Boeing subcontractor L-3 Communications is under federal criminal investigation after Interstate Electronics Corp., one of its subsidiaries, supplied defective parts used in CSEL emergency radios to locate downed military pilots.
Interstate Electronics Corp. purchased many of the parts from lower-level suppliers, but it is responsible for supervising the manufacturing process, testing the parts and verifying they meet quality standards.
Pentagon criminal investigators and contract-management officials now suspect that Interstate Electronics may have supplied thousands of other, potentially substandard parts over the years to a wide range of Army and Air Force weapons systems. The Los Angeles U.S. attorney’s office is leading this investigation, and its expansion means that L-3 could be subject to greater penalties if found guilty of wrongdoing. The US government (primarily the military) accounts for more than 75% of the company’s business.
The Russian Navy has announced that 2006 will see the deployment of two new strategic nuclear missile submarines (SSBNs, a.k.a. “boomers”) armed with SS-NX-30 Bulava sea-launched ballistic missiles (SLBMs), a sea-launched variant of their new land-based SS-27 Topol-M ICBM. One sub will be a restored Typhoon Class vessel, while the other will be a new SSBN class design.
Despite a number of delays and cost overruns in programs like SBIRS High and AEHF Milstar 3, Air Force officials at the 21st National Space Symposium on April 5, 2005 said the Pentagon’s acquisition system for buying high-tech military satellites and launch vehicles is not broken.
The Air Force officials’ assessment contrasts with a Jan. 28, 2005, U.S. Government Accountability Office (GAO) report which said that “many of the space programs we have reviewed over the past several decades have incurred unanticipated cost and schedule increases because they began without knowing whether technologies could work as intended, and invariably found themselves addressing technical problems in a more costly environment.” The report also acknowledged the Pentagon had made some progress in conducting space-related science and technology research within a broader strategy.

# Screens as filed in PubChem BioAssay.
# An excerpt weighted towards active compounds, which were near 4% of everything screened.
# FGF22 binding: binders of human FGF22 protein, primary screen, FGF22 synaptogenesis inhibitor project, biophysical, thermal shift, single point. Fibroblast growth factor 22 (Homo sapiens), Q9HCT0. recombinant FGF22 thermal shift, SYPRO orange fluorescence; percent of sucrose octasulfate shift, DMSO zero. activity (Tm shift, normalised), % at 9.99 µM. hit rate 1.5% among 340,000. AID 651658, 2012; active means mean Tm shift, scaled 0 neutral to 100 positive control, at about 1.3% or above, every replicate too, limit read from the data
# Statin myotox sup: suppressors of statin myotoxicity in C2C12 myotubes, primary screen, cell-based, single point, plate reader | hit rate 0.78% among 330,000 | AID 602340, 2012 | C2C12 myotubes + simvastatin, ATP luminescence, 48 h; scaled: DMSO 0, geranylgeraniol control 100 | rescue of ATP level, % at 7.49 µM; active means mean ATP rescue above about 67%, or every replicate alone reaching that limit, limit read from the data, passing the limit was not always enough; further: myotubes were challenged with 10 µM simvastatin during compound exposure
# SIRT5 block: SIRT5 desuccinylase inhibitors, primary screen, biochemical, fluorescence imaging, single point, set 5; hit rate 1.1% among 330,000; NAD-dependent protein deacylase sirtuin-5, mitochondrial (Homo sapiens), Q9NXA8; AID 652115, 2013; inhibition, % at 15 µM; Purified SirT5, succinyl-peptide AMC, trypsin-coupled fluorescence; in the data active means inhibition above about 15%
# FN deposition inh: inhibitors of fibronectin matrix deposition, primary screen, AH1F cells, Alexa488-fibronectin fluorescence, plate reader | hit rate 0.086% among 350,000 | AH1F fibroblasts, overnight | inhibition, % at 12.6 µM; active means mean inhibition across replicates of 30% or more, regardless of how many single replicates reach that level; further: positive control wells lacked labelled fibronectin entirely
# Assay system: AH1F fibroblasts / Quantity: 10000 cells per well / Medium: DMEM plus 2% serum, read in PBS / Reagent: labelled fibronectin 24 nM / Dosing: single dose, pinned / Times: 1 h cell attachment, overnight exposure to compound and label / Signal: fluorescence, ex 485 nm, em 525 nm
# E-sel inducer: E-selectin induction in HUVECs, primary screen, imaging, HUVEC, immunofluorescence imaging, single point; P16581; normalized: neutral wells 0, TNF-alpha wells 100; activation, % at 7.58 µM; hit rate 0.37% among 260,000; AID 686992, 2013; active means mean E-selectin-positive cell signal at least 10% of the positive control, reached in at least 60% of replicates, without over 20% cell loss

The Siemens Industrial Solutions and Services Group (I&S) is fitting two new Type-209MOD submarines for Portugal’s navy with the latest fuel cell propulsion equipment, which allows the non-nuclear attack submarines to have a quieter profile and run while submerged for far longer periods. The order is worth EUR 58 million, and the contract also includes a EUR 23 million option for the same equipment to be built into a third submarine. Handover of the submarines to the Portuguese navy is scheduled to begin in 2009 or 2010.
BBN Technologies (which played a key role in the invention of the ARPANET/Internet) has won a $12.9 million contract from the Defense Advanced Research Projects Agency (DARPA) to develop low-power radio communications for the battlefield. The program’s aim is to reduce the energy required for mesh or ad hoc networking and communications. In Phase 1 of this program, BBN was able to cut the energy used for delivering information in a tactical, wireless, multihop network by more than 300 times.
Boeing officials must send a letter within 30 days to Army officials managing the program at Fort Monmouth, NJ to explain how they can execute the contract. After reviewing the letter, U.S. Department of Defense (DoD) and service officials can decide to terminate, restructure or continue the contract.
Satellites have short production runs, which means that most of the investment in building them should come during the research and development phase. The National Security Space Acquisition Policy 03-01, adopted in October 2003, recognizes some unique aspects of satellite procurement, and aims to give more senior-level attention to satellite programs at earlier stages of their development.
In keeping with that objective, the Air Force made revisions in late December to:
Small business qualifier Engineering Solutions & Products Inc. in Eatontown, NJ, won a $0 placeholder delivery order as part of a $134.1 million time and materials contract for Force XXI Battle Command and Below/Blue Force Tracking Global Services. “Blue Force Tracker” (BFT) is the technology’s colloquial name, and this digital command and control system that provides on the move, near real time, situational awareness to the vehicle mounted platform level by showing where friendly units and identified enemy units are located. The systems share positional updates, text messages and other information with other BFT equipped units across the battlefield. The BFT network also provides commanders the ability to digitally control and monitor their subordinate units’ status and position.
Performance location for this contract will be determined with each delivery order, and is expected to be complete by April 30, 2009. There were an unknown number of bids solicited via the Internet on Jan. 4, 2005, and two bids were received. The U.S. Army Communications-Electronics Command in Fort Monmouth, NJ is the contracting activity (W15P7T-05-D-J222).
Articles that offer stories and analysis of Blue Force Tracker’s benefits, uses in real-life situations, and present drawbacks include…
The University of Texas at Austin’s Institute for Advanced Technology (IAT) Electromagnetic Systems Division showed off its electromagnetic rail gun (RailGun) technology demonstrator at the 24th Army Science Conference (ASC 2004). Founded in 1990, IAT Electromagnetic Systems is an autonomous research unit tasked with aiding the U.S. Army and Navy with rail gun technology. Rail guns are currently being contemplated as a later weapons upgrade on the USA’s DD[X] destroyer program, as part of the Army’s Future Combat Systems program, and in space.